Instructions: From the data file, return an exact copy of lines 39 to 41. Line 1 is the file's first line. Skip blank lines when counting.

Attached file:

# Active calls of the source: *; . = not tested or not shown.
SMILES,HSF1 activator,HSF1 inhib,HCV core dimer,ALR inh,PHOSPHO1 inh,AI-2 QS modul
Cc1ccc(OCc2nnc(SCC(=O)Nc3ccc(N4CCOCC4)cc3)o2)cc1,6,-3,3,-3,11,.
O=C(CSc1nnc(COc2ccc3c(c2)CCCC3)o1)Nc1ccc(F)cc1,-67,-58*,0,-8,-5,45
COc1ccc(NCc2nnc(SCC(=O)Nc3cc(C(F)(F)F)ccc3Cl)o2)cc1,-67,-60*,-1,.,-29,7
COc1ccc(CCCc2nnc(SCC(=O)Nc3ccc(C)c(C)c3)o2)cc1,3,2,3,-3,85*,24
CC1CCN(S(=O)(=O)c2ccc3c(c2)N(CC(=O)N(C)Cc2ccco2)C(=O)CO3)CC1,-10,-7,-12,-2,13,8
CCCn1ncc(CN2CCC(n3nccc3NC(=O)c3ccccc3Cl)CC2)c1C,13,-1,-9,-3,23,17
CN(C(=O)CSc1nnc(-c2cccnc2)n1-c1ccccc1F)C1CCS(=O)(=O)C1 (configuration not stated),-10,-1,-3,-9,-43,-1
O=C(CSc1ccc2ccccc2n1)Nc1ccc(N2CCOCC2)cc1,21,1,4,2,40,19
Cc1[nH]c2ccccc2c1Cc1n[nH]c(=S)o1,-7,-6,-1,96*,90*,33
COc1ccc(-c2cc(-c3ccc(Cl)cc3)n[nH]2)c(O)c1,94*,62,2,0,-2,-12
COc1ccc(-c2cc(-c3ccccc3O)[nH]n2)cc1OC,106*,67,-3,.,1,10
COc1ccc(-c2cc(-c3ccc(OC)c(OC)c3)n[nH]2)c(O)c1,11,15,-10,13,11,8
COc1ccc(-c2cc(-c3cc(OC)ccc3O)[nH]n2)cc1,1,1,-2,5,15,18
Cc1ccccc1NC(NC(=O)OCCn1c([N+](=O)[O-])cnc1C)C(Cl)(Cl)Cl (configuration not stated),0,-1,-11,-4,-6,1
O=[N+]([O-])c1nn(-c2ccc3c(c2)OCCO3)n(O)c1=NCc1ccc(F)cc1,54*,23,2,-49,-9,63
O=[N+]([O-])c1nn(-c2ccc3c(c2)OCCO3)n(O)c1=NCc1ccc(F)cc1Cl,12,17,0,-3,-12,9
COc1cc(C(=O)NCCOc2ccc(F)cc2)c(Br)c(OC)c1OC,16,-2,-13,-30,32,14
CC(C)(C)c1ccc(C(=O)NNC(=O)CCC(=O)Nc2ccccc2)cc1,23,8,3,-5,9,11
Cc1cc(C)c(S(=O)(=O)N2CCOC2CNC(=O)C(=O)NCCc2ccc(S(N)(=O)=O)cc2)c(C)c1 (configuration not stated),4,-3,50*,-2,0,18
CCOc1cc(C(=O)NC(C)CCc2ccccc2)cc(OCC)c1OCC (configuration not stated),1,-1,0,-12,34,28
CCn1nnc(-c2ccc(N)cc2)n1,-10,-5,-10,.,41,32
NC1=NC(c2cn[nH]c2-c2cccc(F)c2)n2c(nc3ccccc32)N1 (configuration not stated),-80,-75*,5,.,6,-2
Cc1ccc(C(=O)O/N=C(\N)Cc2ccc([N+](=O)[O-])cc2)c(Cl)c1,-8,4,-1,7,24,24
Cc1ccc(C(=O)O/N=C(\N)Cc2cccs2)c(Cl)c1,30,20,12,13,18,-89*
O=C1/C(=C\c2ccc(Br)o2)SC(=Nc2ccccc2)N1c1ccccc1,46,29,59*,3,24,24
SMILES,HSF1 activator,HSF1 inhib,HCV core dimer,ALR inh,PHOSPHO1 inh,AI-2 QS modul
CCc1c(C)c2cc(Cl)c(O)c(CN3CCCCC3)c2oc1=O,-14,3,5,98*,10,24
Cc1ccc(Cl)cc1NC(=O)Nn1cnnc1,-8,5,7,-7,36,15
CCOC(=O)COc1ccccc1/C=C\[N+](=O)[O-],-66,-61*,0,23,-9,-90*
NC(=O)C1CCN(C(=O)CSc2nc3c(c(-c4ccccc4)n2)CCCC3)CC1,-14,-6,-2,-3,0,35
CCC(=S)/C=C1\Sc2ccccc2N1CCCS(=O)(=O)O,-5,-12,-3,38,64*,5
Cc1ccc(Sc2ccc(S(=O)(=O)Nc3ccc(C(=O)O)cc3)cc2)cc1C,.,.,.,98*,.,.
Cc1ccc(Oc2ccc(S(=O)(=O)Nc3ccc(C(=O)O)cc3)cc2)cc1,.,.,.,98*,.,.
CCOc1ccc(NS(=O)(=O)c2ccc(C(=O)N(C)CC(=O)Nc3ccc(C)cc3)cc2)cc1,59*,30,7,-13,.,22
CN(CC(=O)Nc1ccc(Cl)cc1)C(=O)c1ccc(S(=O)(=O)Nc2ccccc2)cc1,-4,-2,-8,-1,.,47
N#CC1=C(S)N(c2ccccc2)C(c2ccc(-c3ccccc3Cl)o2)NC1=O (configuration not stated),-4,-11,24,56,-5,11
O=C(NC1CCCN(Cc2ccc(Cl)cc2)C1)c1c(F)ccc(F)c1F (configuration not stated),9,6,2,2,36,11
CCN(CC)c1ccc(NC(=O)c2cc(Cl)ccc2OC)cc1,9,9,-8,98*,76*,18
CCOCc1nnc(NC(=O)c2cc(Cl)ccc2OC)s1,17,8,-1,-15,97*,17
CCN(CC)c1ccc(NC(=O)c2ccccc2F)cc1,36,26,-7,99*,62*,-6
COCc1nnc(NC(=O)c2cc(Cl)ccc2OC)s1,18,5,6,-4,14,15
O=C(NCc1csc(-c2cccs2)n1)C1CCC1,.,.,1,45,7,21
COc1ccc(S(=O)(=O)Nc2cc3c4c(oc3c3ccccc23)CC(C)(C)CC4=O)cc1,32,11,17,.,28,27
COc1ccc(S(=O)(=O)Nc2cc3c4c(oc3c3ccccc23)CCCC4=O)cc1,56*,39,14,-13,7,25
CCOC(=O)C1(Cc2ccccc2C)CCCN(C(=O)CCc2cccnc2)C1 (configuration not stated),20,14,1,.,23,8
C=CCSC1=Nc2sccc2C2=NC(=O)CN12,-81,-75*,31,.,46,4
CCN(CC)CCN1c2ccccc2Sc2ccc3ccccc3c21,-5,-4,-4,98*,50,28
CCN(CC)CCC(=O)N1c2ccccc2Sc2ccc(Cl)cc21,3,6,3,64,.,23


O=C(NC1CCCN(Cc2ccc(Cl)cc2)C1)c1c(F)ccc(F)c1F (configuration not stated),9,6,2,2,36,11
CCN(CC)c1ccc(NC(=O)c2cc(Cl)ccc2OC)cc1,9,9,-8,98*,76*,18
CCOCc1nnc(NC(=O)c2cc(Cl)ccc2OC)s1,17,8,-1,-15,97*,17